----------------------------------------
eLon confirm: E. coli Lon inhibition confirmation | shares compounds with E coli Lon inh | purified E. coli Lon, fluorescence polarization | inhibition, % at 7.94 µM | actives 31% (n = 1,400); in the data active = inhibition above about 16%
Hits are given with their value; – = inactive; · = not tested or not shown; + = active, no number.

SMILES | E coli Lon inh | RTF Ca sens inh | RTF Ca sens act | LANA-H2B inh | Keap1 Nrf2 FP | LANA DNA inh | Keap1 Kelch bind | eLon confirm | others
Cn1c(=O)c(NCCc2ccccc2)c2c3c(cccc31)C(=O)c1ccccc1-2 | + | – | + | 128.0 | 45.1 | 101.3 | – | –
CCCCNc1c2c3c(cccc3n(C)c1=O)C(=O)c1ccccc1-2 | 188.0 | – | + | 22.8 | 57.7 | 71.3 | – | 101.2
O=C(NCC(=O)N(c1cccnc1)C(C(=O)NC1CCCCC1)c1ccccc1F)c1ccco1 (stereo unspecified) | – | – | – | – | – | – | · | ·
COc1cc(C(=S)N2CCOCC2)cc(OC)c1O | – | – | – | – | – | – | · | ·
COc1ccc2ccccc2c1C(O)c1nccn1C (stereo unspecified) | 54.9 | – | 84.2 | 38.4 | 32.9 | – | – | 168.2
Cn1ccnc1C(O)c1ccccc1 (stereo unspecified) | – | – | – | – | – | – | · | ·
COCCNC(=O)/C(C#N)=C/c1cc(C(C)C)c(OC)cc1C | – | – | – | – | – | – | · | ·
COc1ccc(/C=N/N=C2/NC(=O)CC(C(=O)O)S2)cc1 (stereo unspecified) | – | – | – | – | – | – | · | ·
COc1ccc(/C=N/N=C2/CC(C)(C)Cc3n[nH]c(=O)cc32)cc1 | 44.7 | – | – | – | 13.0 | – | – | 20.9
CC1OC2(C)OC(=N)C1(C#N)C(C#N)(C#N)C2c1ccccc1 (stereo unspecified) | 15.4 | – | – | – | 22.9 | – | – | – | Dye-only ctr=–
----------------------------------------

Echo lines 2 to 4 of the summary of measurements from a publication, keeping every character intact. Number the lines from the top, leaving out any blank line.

Hits are given with their value; – = inactive; · = not tested or not shown; + = active, no number.

SMILES | E coli Lon inh | RTF Ca sens inh | RTF Ca sens act | LANA-H2B inh | Keap1 Nrf2 FP | LANA DNA inh | Keap1 Kelch bind | eLon confirm | others
Cn1c(=O)c(NCCc2ccccc2)c2c3c(cccc31)C(=O)c1ccccc1-2 | + | – | + | 128.0 | 45.1 | 101.3 | – | –